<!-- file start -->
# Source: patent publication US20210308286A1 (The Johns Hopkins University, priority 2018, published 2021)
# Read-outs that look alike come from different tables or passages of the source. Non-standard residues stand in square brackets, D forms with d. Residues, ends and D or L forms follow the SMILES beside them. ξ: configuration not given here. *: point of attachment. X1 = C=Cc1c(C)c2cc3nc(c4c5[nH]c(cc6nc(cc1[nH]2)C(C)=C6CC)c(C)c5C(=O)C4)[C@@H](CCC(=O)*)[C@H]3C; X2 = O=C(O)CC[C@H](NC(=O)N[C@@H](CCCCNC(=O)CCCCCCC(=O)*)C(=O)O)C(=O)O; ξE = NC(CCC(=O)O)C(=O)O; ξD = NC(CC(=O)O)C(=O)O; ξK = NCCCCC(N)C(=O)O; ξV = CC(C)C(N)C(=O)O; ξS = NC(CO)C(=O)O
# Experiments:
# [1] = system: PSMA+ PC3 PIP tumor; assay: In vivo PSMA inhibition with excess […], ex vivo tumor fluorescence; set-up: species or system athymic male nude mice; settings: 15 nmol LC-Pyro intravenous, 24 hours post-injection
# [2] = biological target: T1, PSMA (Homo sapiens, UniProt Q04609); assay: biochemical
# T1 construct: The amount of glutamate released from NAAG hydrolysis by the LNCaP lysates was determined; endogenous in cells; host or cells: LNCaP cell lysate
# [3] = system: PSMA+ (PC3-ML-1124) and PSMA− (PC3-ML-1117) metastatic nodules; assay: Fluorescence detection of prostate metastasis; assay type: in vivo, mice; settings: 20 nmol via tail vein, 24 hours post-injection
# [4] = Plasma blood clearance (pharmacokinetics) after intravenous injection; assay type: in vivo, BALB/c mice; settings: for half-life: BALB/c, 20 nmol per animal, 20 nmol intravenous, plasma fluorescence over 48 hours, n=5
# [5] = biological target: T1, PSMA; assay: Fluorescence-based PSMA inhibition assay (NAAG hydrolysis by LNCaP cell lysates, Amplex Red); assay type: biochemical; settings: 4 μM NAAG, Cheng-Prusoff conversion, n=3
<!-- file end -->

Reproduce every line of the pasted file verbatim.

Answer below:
# Source: patent publication US20210308286A1 (The Johns Hopkins University, priority 2018, published 2021)
# Read-outs that look alike come from different tables or passages of the source. Non-standard residues stand in square brackets, D forms with d. Residues, ends and D or L forms follow the SMILES beside them. ξ: configuration not given here. *: point of attachment. X1 = C=Cc1c(C)c2cc3nc(c4c5[nH]c(cc6nc(cc1[nH]2)C(C)=C6CC)c(C)c5C(=O)C4)[C@@H](CCC(=O)*)[C@H]3C; X2 = O=C(O)CC[C@H](NC(=O)N[C@@H](CCCCNC(=O)CCCCCCC(=O)*)C(=O)O)C(=O)O; ξE = NC(CCC(=O)O)C(=O)O; ξD = NC(CC(=O)O)C(=O)O; ξK = NCCCCC(N)C(=O)O; ξV = CC(C)C(N)C(=O)O; ξS = NC(CO)C(=O)O
# Experiments:
# [1] = system: PSMA+ PC3 PIP tumor; assay: In vivo PSMA inhibition with excess […], ex vivo tumor fluorescence; set-up: species or system athymic male nude mice; settings: 15 nmol LC-Pyro intravenous, 24 hours post-injection
# [2] = biological target: T1, PSMA (Homo sapiens, UniProt Q04609); assay: biochemical
# T1 construct: The amount of glutamate released from NAAG hydrolysis by the LNCaP lysates was determined; endogenous in cells; host or cells: LNCaP cell lysate
# [3] = system: PSMA+ (PC3-ML-1124) and PSMA− (PC3-ML-1117) metastatic nodules; assay: Fluorescence detection of prostate metastasis; assay type: in vivo, mice; settings: 20 nmol via tail vein, 24 hours post-injection
# [4] = Plasma blood clearance (pharmacokinetics) after intravenous injection; assay type: in vivo, BALB/c mice; settings: for half-life: BALB/c, 20 nmol per animal, 20 nmol intravenous, plasma fluorescence over 48 hours, n=5
# [5] = biological target: T1, PSMA; assay: Fluorescence-based PSMA inhibition assay (NAAG hydrolysis by LNCaP cell lysates, Amplex Red); assay type: biochemical; settings: 4 μM NAAG, Cheng-Prusoff conversion, n=3